The new church property, at 122 W. Fourth St., across from the rented store front, soon became the site of a church-owned building. For $150, a building in the Allen County town of Kemp was purchased and moved to the site. “The structure was remodeled and placed on a solid foundation. The first services were held in the new building on the first Sunday in July 1920,” the News wrote in 1923, adding that “the church members had succeeded in organizing and obtaining a church without having to go into debt.”
Services were held in that building until 1924 when, according to the 1992 church history, they were moved into the basement of a new church. While the new church went up around them, the growing congregation of Fourth Street Baptist would continue to meet in the basement, moving upstairs to the newly completed sanctuary in June 1929.
“During the Depression years which followed 1929,” the 1992 church history notes, “the financial program of the church was tremendously affected, but with God’s help, the spiritual program prospered. The financial program was enhanced by various moneymaking activities such as chicken and chitterling dinners, fish fries, pie suppers, teas and box suppers. By this time, the membership had grown to over 100.”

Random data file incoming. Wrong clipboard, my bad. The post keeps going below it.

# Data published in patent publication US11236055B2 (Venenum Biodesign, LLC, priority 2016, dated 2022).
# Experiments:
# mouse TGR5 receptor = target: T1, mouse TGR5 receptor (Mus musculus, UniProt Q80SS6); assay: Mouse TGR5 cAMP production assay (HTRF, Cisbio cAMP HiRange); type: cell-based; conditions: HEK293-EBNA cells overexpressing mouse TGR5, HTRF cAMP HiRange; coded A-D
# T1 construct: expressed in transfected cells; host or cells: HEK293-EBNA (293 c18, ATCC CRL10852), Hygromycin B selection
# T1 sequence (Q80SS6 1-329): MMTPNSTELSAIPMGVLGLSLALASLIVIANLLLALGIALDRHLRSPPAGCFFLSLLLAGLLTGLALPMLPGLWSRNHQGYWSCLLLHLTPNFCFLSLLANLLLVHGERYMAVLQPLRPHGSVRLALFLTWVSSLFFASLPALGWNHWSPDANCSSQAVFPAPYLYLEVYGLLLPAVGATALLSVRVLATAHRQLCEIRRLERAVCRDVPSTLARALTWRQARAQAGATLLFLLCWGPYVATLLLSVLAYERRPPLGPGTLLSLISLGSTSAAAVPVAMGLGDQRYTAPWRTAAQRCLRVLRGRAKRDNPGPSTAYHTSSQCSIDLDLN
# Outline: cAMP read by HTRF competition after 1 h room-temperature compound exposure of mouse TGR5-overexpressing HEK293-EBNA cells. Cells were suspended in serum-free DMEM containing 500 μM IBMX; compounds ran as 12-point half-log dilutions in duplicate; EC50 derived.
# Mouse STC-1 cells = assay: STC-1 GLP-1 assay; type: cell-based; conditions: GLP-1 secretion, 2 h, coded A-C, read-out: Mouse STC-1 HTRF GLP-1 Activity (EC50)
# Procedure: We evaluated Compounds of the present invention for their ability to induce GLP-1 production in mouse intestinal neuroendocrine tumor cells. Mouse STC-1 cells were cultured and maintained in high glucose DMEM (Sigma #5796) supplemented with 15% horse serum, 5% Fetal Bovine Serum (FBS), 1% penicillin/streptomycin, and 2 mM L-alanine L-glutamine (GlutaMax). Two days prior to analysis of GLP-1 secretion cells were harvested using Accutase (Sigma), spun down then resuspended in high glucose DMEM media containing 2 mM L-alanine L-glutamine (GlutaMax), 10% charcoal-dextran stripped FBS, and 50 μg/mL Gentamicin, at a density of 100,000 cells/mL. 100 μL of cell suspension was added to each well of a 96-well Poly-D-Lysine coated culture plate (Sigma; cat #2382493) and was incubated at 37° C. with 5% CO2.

On Feb. 5, 1928, the News wrote that Fourth Street Baptist “Had been unusually successful.” The Rev. Leroy McGee told the newspaper at the beginning of 1929 that “almost every night in the week is given over to some Christian social club.”
Under the Rev. Leroy McGee, “the church became a beacon in the community for the saving of souls and building up the community,” according to the 1992 church history. The city’s first black Boy Scout troop, which included future Lima police officer Thomas Nelson and Grammy winning jazz saxophonist Joe Henderson, met at the church. In 1941, the church began a program of community recreation, purchasing a playing field west of the church with proceeds from socials and Sunday afternoon programs.
The Rev. Leroy McGee didn’t overlook his congregation’s spiritual needs. In a 1935 editorial in the News, he argued that the 1933 repeal of Prohibition had been a mistake. “It would be just as sensible to repeal the traffic laws to avoid the breaking of them, as it was to repeal Prohibition, and to take down the danger signals of the curse of drink,” he wrote on March 3, 1935. He was named pastor of the National Association for the Advancement of Colored People of Ohio in 1949.
The Rev. Leroy McGee died in 1957, 10 years after his brother, the Rev. William McGee. He was replaced by the Rev. E. Dorsey Broyles who served until 1980, when the Rev. Earnest Stephens Jr. became the church’s fifth pastor.
By the 1990s, the church again needed to expand. Construction began in 1996 and the new church was dedicated on March 13, 1997. The church now has about 300 members and celebrated its 100th anniversary in October 2017. The current pastor is the Rev. Nathan S. Madison, who replaced Stephens in 2015.
Next week. The Rev. E. Dorsey Broyles
Reach Greg Hoersten at email@example.com.